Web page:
Łukasz Pawłowski

In ‘The End of History and the Last Man’, Francis Fukuyama famously argued that the global spread of liberal democracy signalled the conclusion of humanity’s sociocultural evolution. In view of populism, inequality, Islamism and mass migration, how has Fukuyama’s thought developed in the intervening twenty-five years?

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In a frank discussion with Kultura Liberalna’s managing editor, the post-Yugoslav writer Dubravka Ugresic considers the state of European values a quarter of a century after the fall of the Berlin Wall. A lack of serious public forums, says Ugresic, has resulted in a lack of democratic thought.

In societies with colonial histories and that are traditionally open to the world, there is widespread tolerance of diversity at a fundamental level. So says Aleksander Smolar; who is afraid that, for Poland, the smallest step towards adaptation will be a dramatic struggle.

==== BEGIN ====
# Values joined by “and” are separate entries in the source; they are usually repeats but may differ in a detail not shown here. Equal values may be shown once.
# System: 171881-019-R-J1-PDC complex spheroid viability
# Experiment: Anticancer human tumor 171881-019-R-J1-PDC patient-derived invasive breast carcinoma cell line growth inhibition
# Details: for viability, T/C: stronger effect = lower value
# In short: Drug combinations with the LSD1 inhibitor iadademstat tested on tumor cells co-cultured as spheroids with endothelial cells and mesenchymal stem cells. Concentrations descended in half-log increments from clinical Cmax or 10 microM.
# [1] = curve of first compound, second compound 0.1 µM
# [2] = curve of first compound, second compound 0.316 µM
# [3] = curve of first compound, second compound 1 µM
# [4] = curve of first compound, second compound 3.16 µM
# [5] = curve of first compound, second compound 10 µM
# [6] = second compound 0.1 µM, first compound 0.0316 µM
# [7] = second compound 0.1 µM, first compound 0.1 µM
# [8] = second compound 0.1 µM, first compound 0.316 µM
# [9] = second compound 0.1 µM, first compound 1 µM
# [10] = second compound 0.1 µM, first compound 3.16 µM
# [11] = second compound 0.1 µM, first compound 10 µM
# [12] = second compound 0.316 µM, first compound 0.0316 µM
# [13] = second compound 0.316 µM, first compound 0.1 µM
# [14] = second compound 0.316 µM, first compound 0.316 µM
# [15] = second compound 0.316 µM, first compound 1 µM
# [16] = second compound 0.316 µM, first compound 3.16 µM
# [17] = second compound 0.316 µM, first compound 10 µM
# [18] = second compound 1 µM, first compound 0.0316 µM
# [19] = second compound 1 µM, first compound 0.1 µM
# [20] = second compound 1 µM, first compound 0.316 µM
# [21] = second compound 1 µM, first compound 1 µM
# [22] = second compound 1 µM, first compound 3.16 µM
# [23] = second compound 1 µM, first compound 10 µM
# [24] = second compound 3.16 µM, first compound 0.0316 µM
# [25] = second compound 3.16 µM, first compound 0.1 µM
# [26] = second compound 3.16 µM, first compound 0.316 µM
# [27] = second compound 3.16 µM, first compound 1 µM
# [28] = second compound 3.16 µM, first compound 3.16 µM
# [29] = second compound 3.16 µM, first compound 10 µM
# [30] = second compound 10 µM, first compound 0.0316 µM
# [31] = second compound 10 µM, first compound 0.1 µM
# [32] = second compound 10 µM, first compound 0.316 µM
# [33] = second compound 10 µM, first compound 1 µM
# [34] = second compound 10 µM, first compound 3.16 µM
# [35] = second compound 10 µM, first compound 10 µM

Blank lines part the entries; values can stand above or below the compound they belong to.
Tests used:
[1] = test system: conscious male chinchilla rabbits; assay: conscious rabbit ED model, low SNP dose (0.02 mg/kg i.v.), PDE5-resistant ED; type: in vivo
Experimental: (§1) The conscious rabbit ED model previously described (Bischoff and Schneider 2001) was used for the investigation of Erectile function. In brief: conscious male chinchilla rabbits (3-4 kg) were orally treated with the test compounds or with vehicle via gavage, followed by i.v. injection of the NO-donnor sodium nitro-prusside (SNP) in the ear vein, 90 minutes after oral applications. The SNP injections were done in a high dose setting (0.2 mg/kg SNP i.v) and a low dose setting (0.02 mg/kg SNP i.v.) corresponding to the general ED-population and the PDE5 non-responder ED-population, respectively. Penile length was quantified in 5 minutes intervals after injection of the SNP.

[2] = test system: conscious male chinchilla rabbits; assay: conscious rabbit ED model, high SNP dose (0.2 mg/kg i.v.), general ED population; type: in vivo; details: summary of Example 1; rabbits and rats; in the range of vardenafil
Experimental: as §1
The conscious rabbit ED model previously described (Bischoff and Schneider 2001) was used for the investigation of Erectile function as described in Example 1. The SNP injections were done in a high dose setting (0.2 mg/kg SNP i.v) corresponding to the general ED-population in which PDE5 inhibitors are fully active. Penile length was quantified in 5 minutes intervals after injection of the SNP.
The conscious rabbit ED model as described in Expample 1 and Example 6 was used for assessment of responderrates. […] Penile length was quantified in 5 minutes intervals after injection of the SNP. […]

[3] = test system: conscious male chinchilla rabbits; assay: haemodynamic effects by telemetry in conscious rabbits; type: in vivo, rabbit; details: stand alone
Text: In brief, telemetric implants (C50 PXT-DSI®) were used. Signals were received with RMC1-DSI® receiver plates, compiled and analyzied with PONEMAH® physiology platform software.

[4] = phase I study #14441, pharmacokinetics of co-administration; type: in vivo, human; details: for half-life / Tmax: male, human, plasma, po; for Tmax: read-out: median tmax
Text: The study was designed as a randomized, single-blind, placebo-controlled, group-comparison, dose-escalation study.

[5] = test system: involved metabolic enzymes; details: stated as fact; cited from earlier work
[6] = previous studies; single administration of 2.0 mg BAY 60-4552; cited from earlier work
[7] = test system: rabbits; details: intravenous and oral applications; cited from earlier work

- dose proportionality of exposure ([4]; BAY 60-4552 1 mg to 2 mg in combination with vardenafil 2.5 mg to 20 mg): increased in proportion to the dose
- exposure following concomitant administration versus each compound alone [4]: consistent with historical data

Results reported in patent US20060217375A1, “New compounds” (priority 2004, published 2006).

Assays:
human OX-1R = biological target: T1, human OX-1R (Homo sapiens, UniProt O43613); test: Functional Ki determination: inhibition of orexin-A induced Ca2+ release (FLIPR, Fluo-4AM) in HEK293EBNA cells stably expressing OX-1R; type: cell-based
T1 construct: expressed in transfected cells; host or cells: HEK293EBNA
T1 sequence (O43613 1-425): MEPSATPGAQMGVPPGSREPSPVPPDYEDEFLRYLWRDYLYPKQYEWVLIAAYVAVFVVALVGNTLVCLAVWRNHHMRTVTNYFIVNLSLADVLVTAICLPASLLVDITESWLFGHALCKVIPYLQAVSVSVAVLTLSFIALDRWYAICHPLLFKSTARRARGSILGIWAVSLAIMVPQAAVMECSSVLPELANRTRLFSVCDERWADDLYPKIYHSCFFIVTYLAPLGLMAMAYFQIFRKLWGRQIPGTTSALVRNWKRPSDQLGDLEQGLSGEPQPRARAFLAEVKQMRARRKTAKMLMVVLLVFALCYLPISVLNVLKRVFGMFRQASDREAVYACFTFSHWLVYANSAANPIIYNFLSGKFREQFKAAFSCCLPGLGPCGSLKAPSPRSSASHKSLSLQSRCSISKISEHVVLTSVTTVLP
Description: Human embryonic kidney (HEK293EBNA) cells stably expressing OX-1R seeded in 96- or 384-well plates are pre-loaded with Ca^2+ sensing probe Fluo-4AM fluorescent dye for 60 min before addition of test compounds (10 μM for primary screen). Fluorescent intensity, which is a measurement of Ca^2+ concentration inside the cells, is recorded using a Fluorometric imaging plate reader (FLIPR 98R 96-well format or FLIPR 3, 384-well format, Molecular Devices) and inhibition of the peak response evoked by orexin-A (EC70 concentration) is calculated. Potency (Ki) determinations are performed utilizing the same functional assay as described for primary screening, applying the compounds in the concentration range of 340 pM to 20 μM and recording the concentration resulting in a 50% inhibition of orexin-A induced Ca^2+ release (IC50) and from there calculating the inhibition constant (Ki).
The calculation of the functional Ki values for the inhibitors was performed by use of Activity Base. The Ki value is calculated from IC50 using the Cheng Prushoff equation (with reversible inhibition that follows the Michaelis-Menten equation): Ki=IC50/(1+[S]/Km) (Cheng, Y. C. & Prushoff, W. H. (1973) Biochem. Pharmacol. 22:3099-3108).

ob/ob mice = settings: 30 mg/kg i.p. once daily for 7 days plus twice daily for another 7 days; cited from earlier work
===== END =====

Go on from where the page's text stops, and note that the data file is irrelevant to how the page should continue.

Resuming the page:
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Just because something can’t work or doesn’t work, doesn’t mean people aren’t going to try it, says US journalist and Pulitzer Prize-winning author Anne Applebaum: just because it’s a bad idea to break up Europe doesn’t mean people won’t want to try that too.

The European integration project urgently needs reconstructing from the bottom up, argues Wolfgang Streeck. This means taking into account the crucial importance of nations and nation-states as the principal sites of democratic self-government.